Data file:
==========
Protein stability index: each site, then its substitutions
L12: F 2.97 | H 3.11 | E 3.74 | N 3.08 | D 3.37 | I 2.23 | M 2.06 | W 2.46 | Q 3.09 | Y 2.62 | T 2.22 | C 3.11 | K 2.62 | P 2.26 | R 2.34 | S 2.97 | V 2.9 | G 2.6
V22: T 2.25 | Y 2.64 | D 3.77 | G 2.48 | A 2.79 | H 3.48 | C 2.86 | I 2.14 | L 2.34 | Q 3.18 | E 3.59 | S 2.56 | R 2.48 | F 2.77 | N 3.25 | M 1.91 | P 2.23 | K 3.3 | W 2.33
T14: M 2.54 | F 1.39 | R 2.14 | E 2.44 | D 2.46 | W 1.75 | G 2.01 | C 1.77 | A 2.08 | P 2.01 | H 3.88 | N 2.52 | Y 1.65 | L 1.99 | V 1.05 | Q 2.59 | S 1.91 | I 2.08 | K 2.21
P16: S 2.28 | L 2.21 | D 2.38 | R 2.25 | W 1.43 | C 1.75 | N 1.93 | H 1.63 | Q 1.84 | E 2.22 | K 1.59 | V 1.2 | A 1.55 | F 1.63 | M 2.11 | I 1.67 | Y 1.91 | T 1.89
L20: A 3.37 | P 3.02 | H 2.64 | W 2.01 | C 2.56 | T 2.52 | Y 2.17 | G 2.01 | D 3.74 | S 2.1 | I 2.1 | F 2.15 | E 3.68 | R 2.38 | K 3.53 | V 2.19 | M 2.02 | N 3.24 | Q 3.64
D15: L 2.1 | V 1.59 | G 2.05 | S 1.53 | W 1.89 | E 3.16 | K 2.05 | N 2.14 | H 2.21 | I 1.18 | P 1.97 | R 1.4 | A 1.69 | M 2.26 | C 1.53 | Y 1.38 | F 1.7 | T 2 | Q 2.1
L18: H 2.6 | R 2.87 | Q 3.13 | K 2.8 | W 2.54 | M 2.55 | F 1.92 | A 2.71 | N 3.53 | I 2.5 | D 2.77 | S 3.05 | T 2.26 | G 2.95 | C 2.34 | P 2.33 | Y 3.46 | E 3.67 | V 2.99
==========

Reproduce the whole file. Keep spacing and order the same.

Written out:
Protein stability index: each site, then its substitutions
L12: F 2.97 | H 3.11 | E 3.74 | N 3.08 | D 3.37 | I 2.23 | M 2.06 | W 2.46 | Q 3.09 | Y 2.62 | T 2.22 | C 3.11 | K 2.62 | P 2.26 | R 2.34 | S 2.97 | V 2.9 | G 2.6
V22: T 2.25 | Y 2.64 | D 3.77 | G 2.48 | A 2.79 | H 3.48 | C 2.86 | I 2.14 | L 2.34 | Q 3.18 | E 3.59 | S 2.56 | R 2.48 | F 2.77 | N 3.25 | M 1.91 | P 2.23 | K 3.3 | W 2.33
T14: M 2.54 | F 1.39 | R 2.14 | E 2.44 | D 2.46 | W 1.75 | G 2.01 | C 1.77 | A 2.08 | P 2.01 | H 3.88 | N 2.52 | Y 1.65 | L 1.99 | V 1.05 | Q 2.59 | S 1.91 | I 2.08 | K 2.21
P16: S 2.28 | L 2.21 | D 2.38 | R 2.25 | W 1.43 | C 1.75 | N 1.93 | H 1.63 | Q 1.84 | E 2.22 | K 1.59 | V 1.2 | A 1.55 | F 1.63 | M 2.11 | I 1.67 | Y 1.91 | T 1.89
L20: A 3.37 | P 3.02 | H 2.64 | W 2.01 | C 2.56 | T 2.52 | Y 2.17 | G 2.01 | D 3.74 | S 2.1 | I 2.1 | F 2.15 | E 3.68 | R 2.38 | K 3.53 | V 2.19 | M 2.02 | N 3.24 | Q 3.64
D15: L 2.1 | V 1.59 | G 2.05 | S 1.53 | W 1.89 | E 3.16 | K 2.05 | N 2.14 | H 2.21 | I 1.18 | P 1.97 | R 1.4 | A 1.69 | M 2.26 | C 1.53 | Y 1.38 | F 1.7 | T 2 | Q 2.1
L18: H 2.6 | R 2.87 | Q 3.13 | K 2.8 | W 2.54 | M 2.55 | F 1.92 | A 2.71 | N 3.53 | I 2.5 | D 2.77 | S 3.05 | T 2.26 | G 2.95 | C 2.34 | P 2.33 | Y 3.46 | E 3.67 | V 2.99